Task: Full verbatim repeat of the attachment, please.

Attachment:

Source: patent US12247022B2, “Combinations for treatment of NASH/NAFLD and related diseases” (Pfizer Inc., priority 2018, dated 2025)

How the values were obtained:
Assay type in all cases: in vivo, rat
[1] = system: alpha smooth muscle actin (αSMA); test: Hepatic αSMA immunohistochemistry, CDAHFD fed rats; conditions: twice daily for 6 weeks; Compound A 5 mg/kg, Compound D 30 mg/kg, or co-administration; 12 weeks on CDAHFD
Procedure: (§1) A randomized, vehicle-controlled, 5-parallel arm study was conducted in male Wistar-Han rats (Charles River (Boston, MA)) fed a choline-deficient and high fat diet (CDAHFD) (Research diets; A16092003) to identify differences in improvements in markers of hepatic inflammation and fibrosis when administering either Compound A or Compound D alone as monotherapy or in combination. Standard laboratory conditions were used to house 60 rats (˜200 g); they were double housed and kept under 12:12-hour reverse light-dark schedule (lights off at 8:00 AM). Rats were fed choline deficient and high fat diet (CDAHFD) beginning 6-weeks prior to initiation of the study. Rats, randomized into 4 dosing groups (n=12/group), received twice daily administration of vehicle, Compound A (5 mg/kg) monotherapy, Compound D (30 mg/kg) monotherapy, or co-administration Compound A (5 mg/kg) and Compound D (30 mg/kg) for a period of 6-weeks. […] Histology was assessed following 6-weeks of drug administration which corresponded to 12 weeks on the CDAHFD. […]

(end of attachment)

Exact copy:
Source: patent US12247022B2, “Combinations for treatment of NASH/NAFLD and related diseases” (Pfizer Inc., priority 2018, dated 2025)

How the values were obtained:
Assay type in all cases: in vivo, rat
[1] = system: alpha smooth muscle actin (αSMA); test: Hepatic αSMA immunohistochemistry, CDAHFD fed rats; conditions: twice daily for 6 weeks; Compound A 5 mg/kg, Compound D 30 mg/kg, or co-administration; 12 weeks on CDAHFD
Procedure: (§1) A randomized, vehicle-controlled, 5-parallel arm study was conducted in male Wistar-Han rats (Charles River (Boston, MA)) fed a choline-deficient and high fat diet (CDAHFD) (Research diets; A16092003) to identify differences in improvements in markers of hepatic inflammation and fibrosis when administering either Compound A or Compound D alone as monotherapy or in combination. Standard laboratory conditions were used to house 60 rats (˜200 g); they were double housed and kept under 12:12-hour reverse light-dark schedule (lights off at 8:00 AM). Rats were fed choline deficient and high fat diet (CDAHFD) beginning 6-weeks prior to initiation of the study. Rats, randomized into 4 dosing groups (n=12/group), received twice daily administration of vehicle, Compound A (5 mg/kg) monotherapy, Compound D (30 mg/kg) monotherapy, or co-administration Compound A (5 mg/kg) and Compound D (30 mg/kg) for a period of 6-weeks. […] Histology was assessed following 6-weeks of drug administration which corresponded to 12 weeks on the CDAHFD. […]